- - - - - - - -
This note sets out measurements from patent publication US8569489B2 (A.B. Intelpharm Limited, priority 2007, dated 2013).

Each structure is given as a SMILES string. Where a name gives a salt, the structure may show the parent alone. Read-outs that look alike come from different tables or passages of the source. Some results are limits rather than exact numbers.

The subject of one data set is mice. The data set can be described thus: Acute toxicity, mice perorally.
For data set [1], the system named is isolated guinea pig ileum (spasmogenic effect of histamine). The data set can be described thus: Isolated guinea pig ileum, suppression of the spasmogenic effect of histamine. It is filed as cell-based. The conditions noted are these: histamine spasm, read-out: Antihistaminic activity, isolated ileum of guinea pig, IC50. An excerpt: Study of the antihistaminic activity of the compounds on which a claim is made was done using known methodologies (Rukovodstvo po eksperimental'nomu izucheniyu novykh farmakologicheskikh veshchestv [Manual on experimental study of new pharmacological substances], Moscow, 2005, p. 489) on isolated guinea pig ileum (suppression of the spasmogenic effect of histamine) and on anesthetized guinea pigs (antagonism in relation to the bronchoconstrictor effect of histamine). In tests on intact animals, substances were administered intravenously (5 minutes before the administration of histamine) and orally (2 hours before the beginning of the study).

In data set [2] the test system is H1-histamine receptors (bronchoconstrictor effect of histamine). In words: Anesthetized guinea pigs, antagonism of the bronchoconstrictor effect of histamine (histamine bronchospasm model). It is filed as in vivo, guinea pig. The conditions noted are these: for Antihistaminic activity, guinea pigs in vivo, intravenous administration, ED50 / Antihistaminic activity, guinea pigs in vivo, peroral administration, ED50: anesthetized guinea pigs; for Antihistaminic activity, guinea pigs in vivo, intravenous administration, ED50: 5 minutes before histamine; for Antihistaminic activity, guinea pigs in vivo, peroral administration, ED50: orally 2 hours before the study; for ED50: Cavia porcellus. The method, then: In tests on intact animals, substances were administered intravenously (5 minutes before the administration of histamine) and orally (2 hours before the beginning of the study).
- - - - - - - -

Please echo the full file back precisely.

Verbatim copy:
This note sets out measurements from patent publication US8569489B2 (A.B. Intelpharm Limited, priority 2007, dated 2013).

Each structure is given as a SMILES string. Where a name gives a salt, the structure may show the parent alone. Read-outs that look alike come from different tables or passages of the source. Some results are limits rather than exact numbers.

The subject of one data set is mice. The data set can be described thus: Acute toxicity, mice perorally.
For data set [1], the system named is isolated guinea pig ileum (spasmogenic effect of histamine). The data set can be described thus: Isolated guinea pig ileum, suppression of the spasmogenic effect of histamine. It is filed as cell-based. The conditions noted are these: histamine spasm, read-out: Antihistaminic activity, isolated ileum of guinea pig, IC50. An excerpt: Study of the antihistaminic activity of the compounds on which a claim is made was done using known methodologies (Rukovodstvo po eksperimental'nomu izucheniyu novykh farmakologicheskikh veshchestv [Manual on experimental study of new pharmacological substances], Moscow, 2005, p. 489) on isolated guinea pig ileum (suppression of the spasmogenic effect of histamine) and on anesthetized guinea pigs (antagonism in relation to the bronchoconstrictor effect of histamine). In tests on intact animals, substances were administered intravenously (5 minutes before the administration of histamine) and orally (2 hours before the beginning of the study).

In data set [2] the test system is H1-histamine receptors (bronchoconstrictor effect of histamine). In words: Anesthetized guinea pigs, antagonism of the bronchoconstrictor effect of histamine (histamine bronchospasm model). It is filed as in vivo, guinea pig. The conditions noted are these: for Antihistaminic activity, guinea pigs in vivo, intravenous administration, ED50 / Antihistaminic activity, guinea pigs in vivo, peroral administration, ED50: anesthetized guinea pigs; for Antihistaminic activity, guinea pigs in vivo, intravenous administration, ED50: 5 minutes before histamine; for Antihistaminic activity, guinea pigs in vivo, peroral administration, ED50: orally 2 hours before the study; for ED50: Cavia porcellus. The method, then: In tests on intact animals, substances were administered intravenously (5 minutes before the administration of histamine) and orally (2 hours before the beginning of the study).